audience. Seagal even pulls a Remo Williams (for the few of you
that have seen that old Fred Ward action classic) at one point: a
character is holding a gun to Seagal's head, fires it...and, as the
bullet is coming out of the chamber, Seagal moves out of the way!
He moved out of the fucking way!!!!!
After he moved, he kicked the gun out of the
guy's hand, pulled a Matrix-esque double kick while putting one hand
on the ground, came back up and snapped the bad guy's leg in half
before cuffing him. It was ridiculous. Why do so many movies want
to steal from "The Matrix"? It isn't even action movies any more
that do it; comedies of all shapes and sizes have been stealing from
it mercilessly since it came out in April of '99 and I'm just
getting sick of it. Go back to stealing from "Pulp Fiction" and
I'll be a lot happier.
Anyway, the movie is very entertaining
because it is so bad at times, but overall, this is not a bad way to
spend $5 on a Saturday afternoon. Terry, Gordon and K-Mac all
thought it was Matinee material. And, as K-Mac pointed out, you
should note that DMX does not show his stomach muscles here, so you
ladies out there needn't see this movie if you were hoping for some
DMX nude shots. However, he does through a mean roundhouse kick,
and he has a ridiculous little trick that he pulls with his belt and
a shotgun near the end of the film.
Comments? Drop me a line at
Bellview Rating System:
"Opening Weekend": This is
the highest rating a movie can receive. Reserved for movies that
exhibit the highest level of acting, plot, character development,
setting...or Salma Hayek. Not necessarily in that order.
"$X.XX Show": This price
changes each year due to the inflation of movie prices; currently,
it is the $9.50 Show. While not technically perfect, this is a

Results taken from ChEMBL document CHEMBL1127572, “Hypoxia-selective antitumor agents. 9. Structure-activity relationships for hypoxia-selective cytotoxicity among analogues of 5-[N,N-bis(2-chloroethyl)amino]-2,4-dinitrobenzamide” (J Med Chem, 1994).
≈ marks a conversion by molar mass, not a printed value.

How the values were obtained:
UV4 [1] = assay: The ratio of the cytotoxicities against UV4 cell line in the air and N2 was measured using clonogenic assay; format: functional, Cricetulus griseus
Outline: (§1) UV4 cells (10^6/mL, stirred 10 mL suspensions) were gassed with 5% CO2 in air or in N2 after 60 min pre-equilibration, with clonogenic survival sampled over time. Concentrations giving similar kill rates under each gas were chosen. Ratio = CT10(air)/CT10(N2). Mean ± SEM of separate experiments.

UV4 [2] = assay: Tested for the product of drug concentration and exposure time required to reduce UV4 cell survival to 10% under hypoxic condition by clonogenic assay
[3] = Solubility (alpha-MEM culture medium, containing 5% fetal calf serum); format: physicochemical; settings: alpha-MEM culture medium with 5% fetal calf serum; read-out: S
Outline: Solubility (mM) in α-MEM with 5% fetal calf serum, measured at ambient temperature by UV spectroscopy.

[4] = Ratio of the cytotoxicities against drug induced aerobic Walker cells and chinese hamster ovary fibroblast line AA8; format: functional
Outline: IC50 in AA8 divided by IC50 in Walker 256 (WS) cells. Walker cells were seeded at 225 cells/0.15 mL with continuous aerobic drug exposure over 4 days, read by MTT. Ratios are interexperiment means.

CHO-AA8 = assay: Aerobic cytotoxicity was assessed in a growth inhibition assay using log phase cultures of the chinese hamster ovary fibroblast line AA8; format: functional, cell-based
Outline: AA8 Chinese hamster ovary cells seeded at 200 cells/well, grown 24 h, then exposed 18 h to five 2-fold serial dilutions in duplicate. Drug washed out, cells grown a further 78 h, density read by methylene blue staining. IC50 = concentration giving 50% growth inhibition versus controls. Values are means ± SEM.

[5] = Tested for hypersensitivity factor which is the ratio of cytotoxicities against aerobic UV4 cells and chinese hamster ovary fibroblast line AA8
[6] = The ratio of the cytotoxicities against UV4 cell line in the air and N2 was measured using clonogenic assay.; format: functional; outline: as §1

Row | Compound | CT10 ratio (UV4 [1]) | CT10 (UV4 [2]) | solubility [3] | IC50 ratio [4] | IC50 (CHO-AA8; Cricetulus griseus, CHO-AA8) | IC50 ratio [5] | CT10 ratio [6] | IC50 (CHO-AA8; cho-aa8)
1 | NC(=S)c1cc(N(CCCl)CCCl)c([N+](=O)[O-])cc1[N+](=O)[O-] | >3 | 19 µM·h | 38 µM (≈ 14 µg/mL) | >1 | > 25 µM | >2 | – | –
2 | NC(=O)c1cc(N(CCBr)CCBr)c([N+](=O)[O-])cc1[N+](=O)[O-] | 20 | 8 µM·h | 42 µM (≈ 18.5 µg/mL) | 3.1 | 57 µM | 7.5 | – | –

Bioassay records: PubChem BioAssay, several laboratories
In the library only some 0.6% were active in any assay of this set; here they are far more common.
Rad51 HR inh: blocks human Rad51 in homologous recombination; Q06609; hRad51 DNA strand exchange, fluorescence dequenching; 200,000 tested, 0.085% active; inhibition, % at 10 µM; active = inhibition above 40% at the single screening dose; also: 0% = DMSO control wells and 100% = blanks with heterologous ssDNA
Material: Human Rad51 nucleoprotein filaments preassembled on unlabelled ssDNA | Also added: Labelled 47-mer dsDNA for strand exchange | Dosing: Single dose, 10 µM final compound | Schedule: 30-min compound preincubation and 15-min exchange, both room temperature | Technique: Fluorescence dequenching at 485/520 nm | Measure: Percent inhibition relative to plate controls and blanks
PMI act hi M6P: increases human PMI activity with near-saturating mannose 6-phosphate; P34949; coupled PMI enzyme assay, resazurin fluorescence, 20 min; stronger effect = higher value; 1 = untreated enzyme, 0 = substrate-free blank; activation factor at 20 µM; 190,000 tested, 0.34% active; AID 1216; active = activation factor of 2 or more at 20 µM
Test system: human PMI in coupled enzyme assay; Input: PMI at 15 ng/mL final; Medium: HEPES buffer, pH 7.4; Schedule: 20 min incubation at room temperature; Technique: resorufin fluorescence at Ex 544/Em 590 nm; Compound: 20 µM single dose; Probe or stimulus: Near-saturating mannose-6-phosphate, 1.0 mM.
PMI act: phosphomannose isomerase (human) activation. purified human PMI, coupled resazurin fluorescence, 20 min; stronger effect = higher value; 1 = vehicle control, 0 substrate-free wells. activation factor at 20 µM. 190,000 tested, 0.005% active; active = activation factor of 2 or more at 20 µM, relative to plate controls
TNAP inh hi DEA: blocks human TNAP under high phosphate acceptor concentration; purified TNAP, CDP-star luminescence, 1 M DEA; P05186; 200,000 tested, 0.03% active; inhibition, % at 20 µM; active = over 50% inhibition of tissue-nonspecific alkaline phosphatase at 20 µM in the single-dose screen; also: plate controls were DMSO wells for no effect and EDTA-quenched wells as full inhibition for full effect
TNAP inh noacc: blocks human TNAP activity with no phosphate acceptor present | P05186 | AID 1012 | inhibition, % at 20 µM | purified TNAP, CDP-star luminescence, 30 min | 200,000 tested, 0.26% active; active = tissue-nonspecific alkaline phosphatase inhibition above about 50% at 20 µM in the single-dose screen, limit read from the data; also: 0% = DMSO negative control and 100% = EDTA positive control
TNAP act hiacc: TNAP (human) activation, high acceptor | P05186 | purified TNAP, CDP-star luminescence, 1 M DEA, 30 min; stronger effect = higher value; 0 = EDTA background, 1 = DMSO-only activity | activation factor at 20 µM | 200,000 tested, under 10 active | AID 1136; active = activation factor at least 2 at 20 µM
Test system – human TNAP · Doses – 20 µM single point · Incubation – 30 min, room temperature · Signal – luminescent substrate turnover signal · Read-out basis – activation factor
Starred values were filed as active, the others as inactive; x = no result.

movie that will still entertain you at a very high level.
"Undercover Brother" falls into this category; it's no "Casablanca",
but you'll have a great time watching. The $9.50 Show won't win any
Oscars, but you'll be quoting lines from the thing for ages (see
"Matinee": An average movie
that merits no more than a $6.50 viewing at your local theater.
Seeing it for less than $9.50 will make you feel a lot better about
yourself. A movie like "Blue Crush" fits this category; you leave
the theater saying "That wasn't too bad...man, did you see that
Lakers game last night?"
"Rental": This rating
indicates a movie that you see in the previews and say to your
friend, "I'll be sure to miss that one." Mostly forgettable, you
couldn't lose too much by going to Hollywood Video and paying $3 to
watch it with your sig other, but you would only do that if the
video store was out of copies of "Ronin." If you can, see this
movie for free. This is what your TV Guide would give "one and a
"Hard Vice": This rating is
the bottom of the barrel. A movie that only six other human beings
have witnessed, this is the worst movie I have ever seen. A Shannon
Tweed "thriller," it is so bad as to be funny during almost every
one of its 84 minutes, and includes the worst ending ever put into a
movie. Marginally worse than "Cabin Boy", "The Avengers" or
"Leonard, Part 6", this rating means that you should avoid this
movie at all costs, or no costs, EVEN IF YOU CAN SEE IT FOR FREE!
(Warning: strong profanity will be used in all reviews of "Hard